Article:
Sunday, 13 October 2013

Longstreet - An Explanation (Hopefully !)

Spurred on by my failure in my last post about 'Longstreet' I have decided to explain a move in the latest game I have been doing . The scenario is 'Crossroads' , the Union force is holding the crossroads in the centre of the table - the Confederates have to capture it .
The attackers (Confederates) move first . A sides hand is 6 cards , to fire or move/combat a card has to be played initially, any card will do this (usually one you don't need) but the action can be enhanced by playing another card -
- as the Union battery playing this card to double the number of dice thrown . A 5 or 6 is needed to hit and a 456 to kill a base.
The 38th N.Y. open fire playing one card to initiate the action and the above card to improve the effect .
However the Confederates interrupt this move by playing the above card , making it harder for the enemy to hit them .
The 38th N.Y. cause 4 hits (needed 6s to hit having been modified by the Confederate card) one dice per base .
The Confederates can now try and lessen the 4 casualties by playing a card - the 2 in the blue square removes 2 of the casualties .
The Union commander has to convert the remaining hits to kills by rolling 4+ resulting in 2 bases being removed . The generals have to remember that they only have 6 cards in their hand per move - so you have to be careful how you play them , it may be wiser to take casualties rather than play cards to save them !. At the end of a move you get extra cards from your pack to bring your hand up to 6 again.
The Union player increases his move distance by playing this card .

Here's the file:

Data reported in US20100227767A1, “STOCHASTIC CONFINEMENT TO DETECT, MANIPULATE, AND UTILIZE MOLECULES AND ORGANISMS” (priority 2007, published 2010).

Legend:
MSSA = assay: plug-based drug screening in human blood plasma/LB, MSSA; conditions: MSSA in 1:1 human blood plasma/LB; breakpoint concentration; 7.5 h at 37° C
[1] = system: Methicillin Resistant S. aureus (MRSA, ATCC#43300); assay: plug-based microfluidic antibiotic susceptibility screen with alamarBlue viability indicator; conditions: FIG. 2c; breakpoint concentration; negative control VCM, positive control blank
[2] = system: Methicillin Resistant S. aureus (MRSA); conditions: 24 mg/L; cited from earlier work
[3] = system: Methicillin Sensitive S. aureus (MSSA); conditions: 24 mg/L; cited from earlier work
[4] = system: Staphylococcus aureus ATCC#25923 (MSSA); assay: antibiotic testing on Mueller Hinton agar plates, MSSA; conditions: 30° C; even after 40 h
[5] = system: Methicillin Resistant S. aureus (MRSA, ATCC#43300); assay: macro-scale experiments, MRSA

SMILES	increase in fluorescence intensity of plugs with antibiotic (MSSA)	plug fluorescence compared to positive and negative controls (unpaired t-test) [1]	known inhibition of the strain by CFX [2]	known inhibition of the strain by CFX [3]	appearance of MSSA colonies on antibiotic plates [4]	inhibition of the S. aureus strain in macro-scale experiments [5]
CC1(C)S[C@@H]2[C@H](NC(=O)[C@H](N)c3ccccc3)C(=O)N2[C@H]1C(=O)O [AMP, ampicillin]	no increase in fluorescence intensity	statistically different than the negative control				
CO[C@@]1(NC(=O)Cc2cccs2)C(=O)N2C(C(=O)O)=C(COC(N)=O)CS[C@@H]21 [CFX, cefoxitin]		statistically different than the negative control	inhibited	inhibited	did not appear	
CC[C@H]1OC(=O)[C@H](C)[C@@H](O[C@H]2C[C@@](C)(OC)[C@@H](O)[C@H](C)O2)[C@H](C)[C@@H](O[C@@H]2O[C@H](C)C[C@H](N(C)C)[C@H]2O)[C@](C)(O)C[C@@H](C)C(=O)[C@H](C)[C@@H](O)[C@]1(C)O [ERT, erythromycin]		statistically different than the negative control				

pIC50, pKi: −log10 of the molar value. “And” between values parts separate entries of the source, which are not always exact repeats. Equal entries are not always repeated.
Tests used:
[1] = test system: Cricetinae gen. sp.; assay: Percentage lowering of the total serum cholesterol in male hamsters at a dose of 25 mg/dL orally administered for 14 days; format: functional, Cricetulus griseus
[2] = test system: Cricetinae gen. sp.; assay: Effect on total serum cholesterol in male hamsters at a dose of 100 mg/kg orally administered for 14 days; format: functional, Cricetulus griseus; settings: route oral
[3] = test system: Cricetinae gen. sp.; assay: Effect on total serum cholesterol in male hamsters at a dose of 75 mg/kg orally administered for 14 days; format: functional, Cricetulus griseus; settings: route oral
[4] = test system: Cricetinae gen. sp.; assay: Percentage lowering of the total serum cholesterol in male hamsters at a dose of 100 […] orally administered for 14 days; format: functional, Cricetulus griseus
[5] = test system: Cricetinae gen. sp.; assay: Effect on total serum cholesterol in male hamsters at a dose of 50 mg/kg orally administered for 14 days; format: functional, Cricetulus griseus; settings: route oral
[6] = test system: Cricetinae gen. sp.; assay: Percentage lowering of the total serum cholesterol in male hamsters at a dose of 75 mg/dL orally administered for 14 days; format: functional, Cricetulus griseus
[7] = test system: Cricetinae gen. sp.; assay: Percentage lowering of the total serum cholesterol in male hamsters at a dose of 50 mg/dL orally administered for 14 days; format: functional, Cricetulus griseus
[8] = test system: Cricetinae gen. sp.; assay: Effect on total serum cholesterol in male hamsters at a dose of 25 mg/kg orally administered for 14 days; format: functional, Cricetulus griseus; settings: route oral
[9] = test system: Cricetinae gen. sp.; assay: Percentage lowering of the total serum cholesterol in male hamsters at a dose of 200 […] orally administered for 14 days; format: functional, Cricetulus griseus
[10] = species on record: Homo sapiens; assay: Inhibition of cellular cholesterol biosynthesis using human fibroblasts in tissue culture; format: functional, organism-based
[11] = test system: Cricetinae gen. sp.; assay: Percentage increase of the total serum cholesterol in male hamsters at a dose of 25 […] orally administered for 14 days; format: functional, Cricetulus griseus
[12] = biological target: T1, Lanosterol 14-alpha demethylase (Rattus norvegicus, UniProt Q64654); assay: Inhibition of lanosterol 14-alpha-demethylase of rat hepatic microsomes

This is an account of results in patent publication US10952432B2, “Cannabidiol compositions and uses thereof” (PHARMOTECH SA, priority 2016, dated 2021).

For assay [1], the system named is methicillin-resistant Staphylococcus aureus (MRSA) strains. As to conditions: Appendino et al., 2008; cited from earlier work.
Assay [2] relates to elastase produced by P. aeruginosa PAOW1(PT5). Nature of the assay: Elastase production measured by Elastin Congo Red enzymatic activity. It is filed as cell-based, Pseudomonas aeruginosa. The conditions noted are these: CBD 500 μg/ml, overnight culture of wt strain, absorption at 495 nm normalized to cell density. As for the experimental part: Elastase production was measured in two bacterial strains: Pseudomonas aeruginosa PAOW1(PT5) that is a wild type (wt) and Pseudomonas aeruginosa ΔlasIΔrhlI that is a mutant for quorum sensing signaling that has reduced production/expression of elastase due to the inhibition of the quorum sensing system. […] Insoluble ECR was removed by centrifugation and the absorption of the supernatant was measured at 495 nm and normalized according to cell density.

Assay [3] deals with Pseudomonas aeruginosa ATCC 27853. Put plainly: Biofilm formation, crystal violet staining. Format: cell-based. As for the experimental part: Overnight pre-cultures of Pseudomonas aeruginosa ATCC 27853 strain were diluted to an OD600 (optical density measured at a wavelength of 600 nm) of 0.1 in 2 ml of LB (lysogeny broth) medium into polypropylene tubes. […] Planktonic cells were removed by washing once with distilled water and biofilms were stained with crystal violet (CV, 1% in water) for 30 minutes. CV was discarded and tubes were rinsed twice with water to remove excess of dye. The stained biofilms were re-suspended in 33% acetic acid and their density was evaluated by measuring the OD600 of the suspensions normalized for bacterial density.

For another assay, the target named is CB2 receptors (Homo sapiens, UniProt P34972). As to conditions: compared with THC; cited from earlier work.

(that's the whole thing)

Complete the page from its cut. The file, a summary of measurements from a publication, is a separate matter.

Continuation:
Later in the battle the Confederates drive back the Union right flank .
 Finally the Confederates take the crossroads - the 18th Georgia charge twice driving all before them . At the end of each move the players throw a dice (the Confederates get another extra dice as they hold the objective) if this and the opponents casualties equal the break point they win ! . The break point is determined by half  the total bases of the weakest side . Well I hope this explains the rules . Having read it through again I'm not sure it does !, however the game once you get your head around it plays very quickly, 'A' picked it up half way through the game I played with him . This system may not be for everyone but I like it and am busy painting up extra figures so that I can play a campaign .


  1. Excellent write up of the rules. I'm doing something similar and find these rules to be very good

    1. I've just starting a campaign at the moment - the rules seem to work well !

  2. There's something about this rule set that reminds me of the Italieri sponsored 'Operation Overlord' set. However, 'Longstreet' looks a little capricious to me (from this distance, of course) - ideal for solo war gaming - but does it 'feel' like a game of skill rather than a game of chance? Your thoughts?

    1. ACW or 'Top Trumps' ? - still not sure ! - however it plays brilliantly solo and the game is simple and a result is got without to much effort. The cards make it ideal for solo play and the skill is knowing when to play them as they influence what you can do successfully that turn . ACW purists may frown at it but it is great fun and the campaign system gives added depth. Tony